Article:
ST. LOUIS — Many hit the ground running Monday morning, moving toward new goals for 2023.
But according to a new Forbes health survey, improving health and wellness goes well beyond the treadmill.
Dr. Bart Andrews with Behavioral Health Response wasn't surprised to hear 'improvements to mental health' was at the top of the resolution list, especially among younger generations.
According to the survey of 1,005 U.S. adults conducted in November, the survey found that 45% of respondents noted an improvement in mental health as one of their top New Year’s resolutions.
Improving fitness came in second at 39%.
Dr. Andrews said, "We're seeing a tremendous spike in depression and anxiety among younger folks. Generation Z and millennials are much more open to talking about emotional challenges, much more engaged to seek counseling services."
He says movement itself can enhance mental wellness.
When setting goals, he says to take it one step at a time and be specific about the changes.
"I want to work out more, I want to be more engaged, I want to be less anxious - these are goals that are more achievable than generally, I want to be a happier better person," he pointed out.
He recommended making small reasonable goals, rather big ones.
Dr. Andrews said that will make a difference when it comes to changing behaviors.
If you make progress, give yourself grace and applaud the work you've done.
If you're feeling discouraged, try to work through it.
"If you are feeling anxious and want to avoid something, don’t avoid that thing. Do the opposite of what you feel like doing in the moment. We want to stay comfortable and staying comfortable and safe all the time means our world gets smaller and smaller. Where is safe? At home in front of our favorite show or video games or online. Everybody wants to be comfortable all the time, well life isn't comfortable. Getting better isn't comfortable. If you want to get stronger, you have to do certain things to get stronger and healthier," he said.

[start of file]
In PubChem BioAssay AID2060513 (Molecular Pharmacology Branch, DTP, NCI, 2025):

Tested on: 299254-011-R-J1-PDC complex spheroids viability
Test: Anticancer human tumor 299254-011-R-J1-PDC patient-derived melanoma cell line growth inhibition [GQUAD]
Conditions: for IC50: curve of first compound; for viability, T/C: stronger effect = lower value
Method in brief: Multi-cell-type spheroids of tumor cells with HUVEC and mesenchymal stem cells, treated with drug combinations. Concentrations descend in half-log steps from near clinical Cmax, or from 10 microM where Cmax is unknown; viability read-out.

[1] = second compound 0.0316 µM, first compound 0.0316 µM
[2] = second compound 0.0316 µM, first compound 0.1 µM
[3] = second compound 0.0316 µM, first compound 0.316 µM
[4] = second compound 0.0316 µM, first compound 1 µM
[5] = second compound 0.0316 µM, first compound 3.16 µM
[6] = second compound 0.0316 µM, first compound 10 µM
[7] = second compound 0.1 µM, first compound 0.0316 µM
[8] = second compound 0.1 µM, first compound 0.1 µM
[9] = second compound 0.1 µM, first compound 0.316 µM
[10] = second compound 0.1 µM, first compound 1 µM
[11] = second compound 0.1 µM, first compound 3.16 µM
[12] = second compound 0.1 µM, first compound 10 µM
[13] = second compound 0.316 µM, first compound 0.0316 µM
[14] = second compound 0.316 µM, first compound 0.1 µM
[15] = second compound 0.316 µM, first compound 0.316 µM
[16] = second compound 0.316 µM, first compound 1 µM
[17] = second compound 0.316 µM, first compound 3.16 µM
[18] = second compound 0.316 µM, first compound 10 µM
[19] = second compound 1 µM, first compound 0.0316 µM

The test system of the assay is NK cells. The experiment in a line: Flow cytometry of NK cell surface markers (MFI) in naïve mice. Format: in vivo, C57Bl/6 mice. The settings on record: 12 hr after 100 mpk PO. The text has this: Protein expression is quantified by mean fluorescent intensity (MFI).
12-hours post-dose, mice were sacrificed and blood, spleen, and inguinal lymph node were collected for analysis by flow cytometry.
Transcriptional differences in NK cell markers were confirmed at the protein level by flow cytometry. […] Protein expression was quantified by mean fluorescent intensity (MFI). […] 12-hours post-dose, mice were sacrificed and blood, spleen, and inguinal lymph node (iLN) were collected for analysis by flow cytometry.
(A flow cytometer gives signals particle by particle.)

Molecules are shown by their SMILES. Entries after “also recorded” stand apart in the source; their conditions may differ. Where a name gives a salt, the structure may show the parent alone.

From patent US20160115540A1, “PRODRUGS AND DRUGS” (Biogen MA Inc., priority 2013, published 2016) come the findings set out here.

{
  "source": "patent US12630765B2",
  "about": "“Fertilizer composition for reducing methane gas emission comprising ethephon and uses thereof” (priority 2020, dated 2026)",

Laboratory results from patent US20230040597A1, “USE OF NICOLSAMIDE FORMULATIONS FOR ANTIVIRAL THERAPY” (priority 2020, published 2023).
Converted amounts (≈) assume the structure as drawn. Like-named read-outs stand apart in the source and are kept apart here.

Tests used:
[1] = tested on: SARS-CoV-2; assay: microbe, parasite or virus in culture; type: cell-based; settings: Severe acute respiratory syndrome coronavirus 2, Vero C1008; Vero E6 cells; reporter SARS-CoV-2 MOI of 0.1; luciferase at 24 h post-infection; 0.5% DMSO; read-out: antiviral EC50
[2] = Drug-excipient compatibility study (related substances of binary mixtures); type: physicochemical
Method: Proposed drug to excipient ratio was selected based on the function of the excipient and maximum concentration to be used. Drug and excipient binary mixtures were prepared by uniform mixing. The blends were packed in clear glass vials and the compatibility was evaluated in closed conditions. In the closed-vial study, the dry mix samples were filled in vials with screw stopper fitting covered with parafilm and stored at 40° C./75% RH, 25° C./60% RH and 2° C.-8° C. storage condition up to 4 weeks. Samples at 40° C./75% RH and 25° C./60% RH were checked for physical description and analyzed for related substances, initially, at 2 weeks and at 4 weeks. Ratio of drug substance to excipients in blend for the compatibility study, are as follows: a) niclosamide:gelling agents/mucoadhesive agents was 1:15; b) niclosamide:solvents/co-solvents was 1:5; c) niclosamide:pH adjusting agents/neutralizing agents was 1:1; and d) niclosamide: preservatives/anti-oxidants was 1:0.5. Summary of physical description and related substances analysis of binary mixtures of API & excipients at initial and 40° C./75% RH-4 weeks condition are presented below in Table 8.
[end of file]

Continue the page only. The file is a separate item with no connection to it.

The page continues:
Dr. Andrews believes leaning into the feeling can also help.
He noted, "There's a lot of research that shows being more connected with your body and emotions helps you manage them better. Some folks stuff their emotions or emotional experiences. Instead, we should encourage to lean in those emotional experience and even to journal."
He also suggests tracking the stressors and the positives in your life.
"Track and trend when am I feeling bad and when I am feeling better, what are things that are bringing joy and pleasure in my life and things that don't. So, we have more control on our behavior than we realize and what changes can you make to improve those situations," he added.
Dr. Andrews suggested also looking at two websites:
- Mental Health Association of America to learn about wellness
- 7 Cups for a peer support network
Dr. Andrews says if you are feeling like you need help or support, you can call or text 988.
It's the new suicide prevention lifeline that's available 24/7 with a trained therapist ready to offer resources.